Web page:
Send Home the Cops

“This week, rioters have plunged many American cities into anarchy, recalling the widespread violence of the 1960s,” wrote Sen. Tom Cotton. He’s right. These gangs have terrorized our citizens with violence, suppression of free speech, and have radicalized an entire generation against the police. The perpetrators? The police themselves. 

In the weeks following the tragic police murders of George Floyd, Breonna Taylor, and many other African Americans this year, the police had one final chance to take a stand against racism and rampant abuse of power. I shouldn’t have been surprised with what happened next. 

Just in this summer’s police brutality protests, conservative Twitter user Greg Doucette has compiled more than 500 instances of police brutality caught on camera as of June 15th. With the eyes of the country on them, cops not only used batons and shields to beat and shove protesters, but used mace, rubber bullets, flashbangs, and tear gas indiscriminately on peaceful crowds, the press, and bystanders whose only crime was walking home from the store. This violence has caused numerous deaths (including the Kentucky National Guard live-ammo shooting of David McAtee, a Black business owner), and dozens upon dozens of permanent injuries and disabilities. Frankly, we’ve barely scratched the surface here, but we’re going to get bogged down if we try to cover all the brutality we’ve seen in the last few weeks.

In the wake of all this, while polls still reflect low support for “defunding” the police, the idea is being treated far more seriously. The Minneapolis City Council has already announced its intent to begin disbanding the MPD and to invest in a new model of public safety.  Such plans to “defund” the police vary from true abolitionists who want police departments scrapped entirely to the more moderate proposals of diverting significant funding away from existing police departments into public health, public safety, and other programs to actually address societal problems at the source.

Plenty of Democrats and some Republicans have taken this moment to propose more toothless reforms to police departments instead of facing increasing calls for divesting and reinvesting. Reform movements such as “8 Can’t Wait” have sleek graphics that may seem important, but they propose regulations that are already instituted in many of the largest and most brutal police forces in the country.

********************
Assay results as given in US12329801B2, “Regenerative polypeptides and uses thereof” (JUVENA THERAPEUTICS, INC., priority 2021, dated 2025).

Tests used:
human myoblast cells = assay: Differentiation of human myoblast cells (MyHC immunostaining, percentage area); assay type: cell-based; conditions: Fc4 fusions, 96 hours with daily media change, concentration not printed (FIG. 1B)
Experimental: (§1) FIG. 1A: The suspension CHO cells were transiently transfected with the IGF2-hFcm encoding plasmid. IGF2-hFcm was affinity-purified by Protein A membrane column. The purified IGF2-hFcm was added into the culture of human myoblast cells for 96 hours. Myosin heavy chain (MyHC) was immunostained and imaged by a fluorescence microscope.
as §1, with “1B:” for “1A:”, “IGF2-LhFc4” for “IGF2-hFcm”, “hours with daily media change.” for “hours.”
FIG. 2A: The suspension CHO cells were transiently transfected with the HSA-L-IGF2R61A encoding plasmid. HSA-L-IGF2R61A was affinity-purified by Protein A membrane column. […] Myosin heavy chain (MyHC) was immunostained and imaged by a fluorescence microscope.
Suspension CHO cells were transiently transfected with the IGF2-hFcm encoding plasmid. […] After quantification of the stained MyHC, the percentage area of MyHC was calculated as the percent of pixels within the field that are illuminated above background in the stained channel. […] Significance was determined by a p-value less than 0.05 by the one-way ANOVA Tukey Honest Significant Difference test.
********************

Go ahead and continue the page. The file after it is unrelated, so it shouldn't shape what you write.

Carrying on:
Boston was the first American city to form a centralized police department in 1838, and every major city in the United States had one by 1880. In northern states, most were developed in the model of the London Metropolitan Police, but in the South most were formed from existing slave patrols. After the Civil War, the new southern police departments functioned largely to control and intimidate the newly freed slaves and enforce Jim Crow laws, denying Black Americans access to public and political life. Police all across the country, not just in the South, enforced segregation and participated in never ending violence against Black communities in the century following the Civil War.

As explicit segregation waned in the 1960s, racist policing had to be rebranded. The past 50 years of over-policing in black communities owes itself in part to the explicitly racially motivated war on drugs and broken windows policing of the 80s and 90s. The United States has the largest incarcerated population, the most police killings, and the most people dying in police custody (all per capita) than any other developed country, and it’s not even close. This system works just fine for rich white people, but of course police violence and over-criminalization is targeted at people of color, particularly the poor.

All of this is worthy of intense criticism, and that’s without mentioning how cash bail has helped fuel our massive prison population, how police unions and qualified immunity protect and encourage excessive force from cops, how slavery is still legal if you convict someone of a crime, how prisons profit off of that labor or just from jailing as many people as they can, police blatantly lying about their use of force, and so on. It almost seems like too much to be true, doesn’t it? 

Does defunding the police still sound like too much? Take it from former Dallas Police Chief David Brown, who says that we are asking too much of our police officers: “We are. Every societal failure, we put it off on the cops to solve. Not enough mental health funding, let the cops handle it. . .Schools fail, let’s give it to the cops.” 

This is a direct call to defund the police department. Mental health problems? Have a functioning public mental health infrastructure! Public education problems? Give them the tools they need to solve it! 

Even the movement to abolish police doesn’t seem all that scary when you think broadly about our society. We get to decide which institutions we keep, and which ones we replace. Why should we keep the police when we could build a system that better addresses the root causes of crime as well as public safety?

You can nitpick exact details here and there, but one thing is abundantly clear: policing in this country is not working. Police departments are unwilling and unable to reform themselves. They are a willing cog in the business of mass incarceration and too often do not have the mandate or respect of the communities they ‘serve and protect’. Asking police politely to be less brutal has not worked. Reform has not worked.  

The time is now to defund the police.

-J. Arc

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